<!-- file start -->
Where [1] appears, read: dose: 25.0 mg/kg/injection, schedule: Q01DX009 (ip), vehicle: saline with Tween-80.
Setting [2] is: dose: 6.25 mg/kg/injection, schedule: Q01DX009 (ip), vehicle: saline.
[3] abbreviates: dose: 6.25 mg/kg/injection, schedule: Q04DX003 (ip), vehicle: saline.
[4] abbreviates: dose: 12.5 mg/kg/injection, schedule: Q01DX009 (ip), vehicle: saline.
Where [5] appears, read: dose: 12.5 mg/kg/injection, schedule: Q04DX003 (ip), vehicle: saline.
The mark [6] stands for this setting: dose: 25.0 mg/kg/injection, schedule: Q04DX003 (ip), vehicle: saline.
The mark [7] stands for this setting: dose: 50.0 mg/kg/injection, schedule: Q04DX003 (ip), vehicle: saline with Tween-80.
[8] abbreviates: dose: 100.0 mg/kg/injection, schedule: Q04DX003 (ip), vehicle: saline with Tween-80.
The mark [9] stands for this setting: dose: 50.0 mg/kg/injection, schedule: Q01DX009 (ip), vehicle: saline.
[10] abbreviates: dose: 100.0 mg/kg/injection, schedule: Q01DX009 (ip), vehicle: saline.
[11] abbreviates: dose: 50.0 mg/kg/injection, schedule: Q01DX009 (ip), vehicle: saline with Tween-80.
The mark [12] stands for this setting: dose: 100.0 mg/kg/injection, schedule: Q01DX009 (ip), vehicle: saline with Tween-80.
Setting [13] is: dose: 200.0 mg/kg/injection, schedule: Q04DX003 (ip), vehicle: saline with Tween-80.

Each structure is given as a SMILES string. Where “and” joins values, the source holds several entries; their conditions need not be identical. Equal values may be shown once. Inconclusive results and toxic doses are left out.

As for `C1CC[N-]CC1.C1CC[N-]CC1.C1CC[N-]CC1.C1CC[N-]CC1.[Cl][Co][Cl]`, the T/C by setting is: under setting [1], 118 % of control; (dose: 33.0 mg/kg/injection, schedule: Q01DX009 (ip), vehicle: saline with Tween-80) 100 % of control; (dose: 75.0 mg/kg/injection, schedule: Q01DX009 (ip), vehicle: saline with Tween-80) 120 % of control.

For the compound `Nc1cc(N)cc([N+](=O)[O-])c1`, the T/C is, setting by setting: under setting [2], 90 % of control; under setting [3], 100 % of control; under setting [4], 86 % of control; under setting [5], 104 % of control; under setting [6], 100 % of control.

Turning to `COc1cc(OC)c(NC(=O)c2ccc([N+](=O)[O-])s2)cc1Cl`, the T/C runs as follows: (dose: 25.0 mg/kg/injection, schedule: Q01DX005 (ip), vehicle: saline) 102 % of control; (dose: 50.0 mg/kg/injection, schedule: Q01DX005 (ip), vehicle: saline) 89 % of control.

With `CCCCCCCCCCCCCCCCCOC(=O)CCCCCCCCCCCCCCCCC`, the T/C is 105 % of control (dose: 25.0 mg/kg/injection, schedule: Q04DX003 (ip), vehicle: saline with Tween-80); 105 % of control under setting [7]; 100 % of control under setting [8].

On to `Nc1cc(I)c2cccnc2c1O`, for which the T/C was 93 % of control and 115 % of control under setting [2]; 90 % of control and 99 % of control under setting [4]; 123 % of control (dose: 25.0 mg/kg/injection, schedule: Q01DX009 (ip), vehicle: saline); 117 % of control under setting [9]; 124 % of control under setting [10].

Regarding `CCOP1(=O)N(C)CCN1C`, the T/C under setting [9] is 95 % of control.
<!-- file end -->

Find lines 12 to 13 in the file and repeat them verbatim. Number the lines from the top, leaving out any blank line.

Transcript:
The mark [12] stands for this setting: dose: 100.0 mg/kg/injection, schedule: Q01DX009 (ip), vehicle: saline with Tween-80.
Setting [13] is: dose: 200.0 mg/kg/injection, schedule: Q04DX003 (ip), vehicle: saline with Tween-80.